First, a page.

Face Value

 

The face of poverty typically portrayed by mainstream photojournalists is one of despair, sadness, anger, tragedy. A face without joy or self-respect. Look closely and you’ll find these photographs often are staged, with props rearranged to magnify the story’s bathos. Facial expressions and poses seem rehearsed too, as if the photographer were coaching: “Now give me a look of utter desolation. That’s it! … click … Oh, yeah! … click … You’re miserable, you’re hopeless! … click … Perfect! … click!” Photographs like these are the result of a repugnant kind of journalism that strives toward a Pulitzer Prize rather than veracity. Their fundamental achievement is creating a chasm between viewer and subject by suggesting superiority in the former and inferiority in the latter, reinforcing an “us and them” attitude that collapses community and undermines individual responsibility.

There is another face of poverty that rarely appears in news articles, one of joy, confidence, hope and shared humanity. It is the face — and faces — in Artside Out: Images of Childhood, a dual exhibition of black and white portraits by East Coast photographer Simon Fulford and color photos by nine children from the Juniper Gardens community of Kansas City, Kansas. Artside Out is an important exhibition not only because of the quality of the photographs and the messages they convey but also because it is a fine example of regional organizations’ collaborating to demonstrate the value of the arts to the whole of society and its individuals — including those with disabilities.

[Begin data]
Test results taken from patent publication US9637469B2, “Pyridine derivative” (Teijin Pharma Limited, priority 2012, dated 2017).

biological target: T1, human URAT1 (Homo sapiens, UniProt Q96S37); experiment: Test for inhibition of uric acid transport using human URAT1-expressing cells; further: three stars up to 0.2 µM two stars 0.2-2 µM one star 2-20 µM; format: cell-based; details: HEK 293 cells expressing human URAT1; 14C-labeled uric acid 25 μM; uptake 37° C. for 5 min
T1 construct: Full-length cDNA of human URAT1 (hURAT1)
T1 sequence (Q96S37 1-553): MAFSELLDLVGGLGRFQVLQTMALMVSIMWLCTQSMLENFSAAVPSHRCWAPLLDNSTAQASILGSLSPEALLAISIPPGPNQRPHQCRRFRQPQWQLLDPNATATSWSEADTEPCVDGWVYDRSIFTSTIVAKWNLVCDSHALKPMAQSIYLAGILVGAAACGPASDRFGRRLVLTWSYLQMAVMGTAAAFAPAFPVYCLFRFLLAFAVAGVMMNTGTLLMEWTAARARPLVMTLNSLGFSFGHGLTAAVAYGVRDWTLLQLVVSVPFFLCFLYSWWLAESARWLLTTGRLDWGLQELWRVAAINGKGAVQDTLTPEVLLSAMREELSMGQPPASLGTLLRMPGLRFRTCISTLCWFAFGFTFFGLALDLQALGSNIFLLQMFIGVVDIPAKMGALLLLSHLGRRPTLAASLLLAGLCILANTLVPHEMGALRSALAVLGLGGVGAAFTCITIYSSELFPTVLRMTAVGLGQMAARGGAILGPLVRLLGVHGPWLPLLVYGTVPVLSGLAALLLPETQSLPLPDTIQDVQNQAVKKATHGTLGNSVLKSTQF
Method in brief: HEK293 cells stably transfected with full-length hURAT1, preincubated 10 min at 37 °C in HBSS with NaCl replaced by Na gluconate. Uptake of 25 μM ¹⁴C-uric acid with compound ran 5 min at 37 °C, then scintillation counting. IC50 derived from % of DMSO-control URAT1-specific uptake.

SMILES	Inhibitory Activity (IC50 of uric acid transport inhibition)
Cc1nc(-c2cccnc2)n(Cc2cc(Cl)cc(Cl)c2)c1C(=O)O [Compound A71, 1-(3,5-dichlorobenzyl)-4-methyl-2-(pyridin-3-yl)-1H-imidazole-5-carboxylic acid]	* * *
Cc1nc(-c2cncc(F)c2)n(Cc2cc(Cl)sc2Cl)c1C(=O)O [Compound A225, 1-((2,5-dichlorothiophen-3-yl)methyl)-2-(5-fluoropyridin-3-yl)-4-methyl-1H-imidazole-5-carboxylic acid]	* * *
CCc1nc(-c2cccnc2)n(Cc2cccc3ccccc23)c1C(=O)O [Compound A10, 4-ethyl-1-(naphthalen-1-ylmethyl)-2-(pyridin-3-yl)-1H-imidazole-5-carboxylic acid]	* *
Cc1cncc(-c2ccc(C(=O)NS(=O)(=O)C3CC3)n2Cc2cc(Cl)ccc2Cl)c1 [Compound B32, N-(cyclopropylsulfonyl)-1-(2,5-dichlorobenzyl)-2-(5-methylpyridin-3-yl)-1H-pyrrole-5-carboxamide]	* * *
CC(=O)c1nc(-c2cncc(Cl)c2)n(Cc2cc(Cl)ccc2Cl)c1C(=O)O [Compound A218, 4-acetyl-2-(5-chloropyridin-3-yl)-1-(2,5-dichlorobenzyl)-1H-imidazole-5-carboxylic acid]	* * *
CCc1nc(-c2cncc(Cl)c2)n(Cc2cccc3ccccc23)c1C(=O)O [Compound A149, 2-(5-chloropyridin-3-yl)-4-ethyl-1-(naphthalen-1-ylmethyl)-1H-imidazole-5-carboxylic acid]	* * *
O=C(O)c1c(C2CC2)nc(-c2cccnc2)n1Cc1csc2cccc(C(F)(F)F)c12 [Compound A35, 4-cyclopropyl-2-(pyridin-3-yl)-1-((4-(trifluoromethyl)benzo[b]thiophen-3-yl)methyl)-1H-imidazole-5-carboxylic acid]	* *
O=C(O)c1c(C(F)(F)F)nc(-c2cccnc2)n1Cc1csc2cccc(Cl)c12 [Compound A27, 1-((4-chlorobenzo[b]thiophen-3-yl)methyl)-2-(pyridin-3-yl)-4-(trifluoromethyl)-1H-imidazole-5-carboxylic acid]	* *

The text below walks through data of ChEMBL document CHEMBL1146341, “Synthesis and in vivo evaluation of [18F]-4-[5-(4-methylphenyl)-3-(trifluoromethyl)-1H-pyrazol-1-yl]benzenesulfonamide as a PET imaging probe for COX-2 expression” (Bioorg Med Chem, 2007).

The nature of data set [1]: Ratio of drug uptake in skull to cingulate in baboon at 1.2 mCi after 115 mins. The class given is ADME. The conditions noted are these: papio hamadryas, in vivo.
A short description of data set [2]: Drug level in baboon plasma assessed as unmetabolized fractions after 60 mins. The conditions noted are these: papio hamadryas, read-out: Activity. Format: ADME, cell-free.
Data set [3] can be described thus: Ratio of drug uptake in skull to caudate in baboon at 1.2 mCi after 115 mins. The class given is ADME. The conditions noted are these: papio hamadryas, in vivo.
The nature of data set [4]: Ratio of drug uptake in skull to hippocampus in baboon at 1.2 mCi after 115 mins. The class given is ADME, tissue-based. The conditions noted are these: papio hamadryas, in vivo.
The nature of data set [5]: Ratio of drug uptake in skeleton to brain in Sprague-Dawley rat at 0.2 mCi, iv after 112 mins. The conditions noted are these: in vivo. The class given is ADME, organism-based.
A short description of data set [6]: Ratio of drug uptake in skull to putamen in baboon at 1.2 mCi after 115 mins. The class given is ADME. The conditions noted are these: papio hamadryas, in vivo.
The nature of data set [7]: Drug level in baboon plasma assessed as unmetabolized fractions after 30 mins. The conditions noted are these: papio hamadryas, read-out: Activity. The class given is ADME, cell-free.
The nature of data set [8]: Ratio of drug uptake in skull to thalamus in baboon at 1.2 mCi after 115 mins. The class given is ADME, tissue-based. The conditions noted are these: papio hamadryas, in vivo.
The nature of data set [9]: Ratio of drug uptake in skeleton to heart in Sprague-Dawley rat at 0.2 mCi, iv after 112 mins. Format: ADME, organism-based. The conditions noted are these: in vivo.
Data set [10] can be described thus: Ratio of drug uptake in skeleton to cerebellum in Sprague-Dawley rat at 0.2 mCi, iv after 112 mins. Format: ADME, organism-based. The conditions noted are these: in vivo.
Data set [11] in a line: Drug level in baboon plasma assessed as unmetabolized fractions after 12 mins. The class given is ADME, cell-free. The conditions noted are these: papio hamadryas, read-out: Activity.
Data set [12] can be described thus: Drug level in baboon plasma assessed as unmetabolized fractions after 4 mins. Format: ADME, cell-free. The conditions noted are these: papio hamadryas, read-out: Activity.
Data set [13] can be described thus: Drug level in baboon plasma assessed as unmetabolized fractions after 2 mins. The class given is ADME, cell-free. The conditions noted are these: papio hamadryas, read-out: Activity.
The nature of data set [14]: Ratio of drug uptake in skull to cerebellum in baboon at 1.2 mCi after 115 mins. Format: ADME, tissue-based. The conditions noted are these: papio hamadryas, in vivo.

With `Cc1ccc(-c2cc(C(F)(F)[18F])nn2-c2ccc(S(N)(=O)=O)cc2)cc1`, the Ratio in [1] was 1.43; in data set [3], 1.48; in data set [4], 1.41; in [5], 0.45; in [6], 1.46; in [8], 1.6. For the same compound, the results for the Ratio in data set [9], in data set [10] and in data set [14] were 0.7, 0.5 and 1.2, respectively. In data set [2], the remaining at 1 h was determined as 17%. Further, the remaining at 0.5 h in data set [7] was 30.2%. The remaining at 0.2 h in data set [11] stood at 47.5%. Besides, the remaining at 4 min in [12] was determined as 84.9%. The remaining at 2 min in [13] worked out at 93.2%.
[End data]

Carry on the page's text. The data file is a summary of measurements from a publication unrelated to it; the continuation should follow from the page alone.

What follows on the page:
In their respective mission statements, University of Kansas Medical Center’s Institute for Child Development, Accessible Arts Inc. and Juniper Gardens Children’s Project share a concern for children with disabilities. Travis Thompson, director of the institute, writes, “Children of typical ability growing up in disadvantaged circumstances are at risk for developmental delays due to multiple risk factors associated with poverty.” The exhibition’s child photographers — Beth, Crystal, David, JoAnna, Josh, Juan, Lacy, Mark and Sara — fall into this category. “Such youngsters often have extremely keen and poignant insights into their worlds that emerge through their works of art, though they often have difficulty articulating them verbally.”

After attending a photo workshop, each child received a disposable camera to take photographs of his or her world. All of the children’s photographs selected for Artside Out are valuable, in terms of both artistic originality and content. But a primary goal of the workshop was to “celebrate the many positive images of Kansas City, Kansas, through the eyes of its children,” says Mary Abbott, assistant research professor of Juniper Gardens Children’s Project. The results will surprise and educate viewers (particularly those from Jackson and Johnson counties) who expect to see scenes of abject poverty. For example, Beth’s photographs are sophisticated compositions of interior and exterior scenes of beauty and intimacy. In a nostalgic still life, an infant’s white christening cap and gown are draped on an antique sewing machine cabinet in the corner of a predominantly white wallpapered room. Another photo is of a winter landscape in which a streetlight divides the composition into two panels: the left framing ice-covered trees, gorgeous beneath an afternoon sun; the right framing fragments of an urban landscape. A corona caused by light refracted on the camera’s lens unifies the panels.